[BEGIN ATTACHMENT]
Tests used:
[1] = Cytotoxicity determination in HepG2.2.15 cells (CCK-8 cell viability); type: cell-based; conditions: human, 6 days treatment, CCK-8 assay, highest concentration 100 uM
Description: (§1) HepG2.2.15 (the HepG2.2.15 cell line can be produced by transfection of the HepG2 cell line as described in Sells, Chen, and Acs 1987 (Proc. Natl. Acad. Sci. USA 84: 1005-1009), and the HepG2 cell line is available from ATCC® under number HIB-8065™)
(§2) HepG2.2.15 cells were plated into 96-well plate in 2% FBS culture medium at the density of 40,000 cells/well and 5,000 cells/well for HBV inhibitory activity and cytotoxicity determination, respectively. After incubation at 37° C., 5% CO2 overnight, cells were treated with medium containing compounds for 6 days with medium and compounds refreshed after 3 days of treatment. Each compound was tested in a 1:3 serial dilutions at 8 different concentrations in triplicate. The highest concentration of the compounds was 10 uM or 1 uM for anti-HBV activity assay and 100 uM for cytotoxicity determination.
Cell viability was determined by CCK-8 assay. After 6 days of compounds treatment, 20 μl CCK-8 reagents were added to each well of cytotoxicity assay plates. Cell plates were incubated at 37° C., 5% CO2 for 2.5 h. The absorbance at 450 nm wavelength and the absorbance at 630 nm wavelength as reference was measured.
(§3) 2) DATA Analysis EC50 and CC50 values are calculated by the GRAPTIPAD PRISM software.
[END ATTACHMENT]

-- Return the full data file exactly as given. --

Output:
Tests used:
[1] = Cytotoxicity determination in HepG2.2.15 cells (CCK-8 cell viability); type: cell-based; conditions: human, 6 days treatment, CCK-8 assay, highest concentration 100 uM
Description: (§1) HepG2.2.15 (the HepG2.2.15 cell line can be produced by transfection of the HepG2 cell line as described in Sells, Chen, and Acs 1987 (Proc. Natl. Acad. Sci. USA 84: 1005-1009), and the HepG2 cell line is available from ATCC® under number HIB-8065™)
(§2) HepG2.2.15 cells were plated into 96-well plate in 2% FBS culture medium at the density of 40,000 cells/well and 5,000 cells/well for HBV inhibitory activity and cytotoxicity determination, respectively. After incubation at 37° C., 5% CO2 overnight, cells were treated with medium containing compounds for 6 days with medium and compounds refreshed after 3 days of treatment. Each compound was tested in a 1:3 serial dilutions at 8 different concentrations in triplicate. The highest concentration of the compounds was 10 uM or 1 uM for anti-HBV activity assay and 100 uM for cytotoxicity determination.
Cell viability was determined by CCK-8 assay. After 6 days of compounds treatment, 20 μl CCK-8 reagents were added to each well of cytotoxicity assay plates. Cell plates were incubated at 37° C., 5% CO2 for 2.5 h. The absorbance at 450 nm wavelength and the absorbance at 630 nm wavelength as reference was measured.
(§3) 2) DATA Analysis EC50 and CC50 values are calculated by the GRAPTIPAD PRISM software.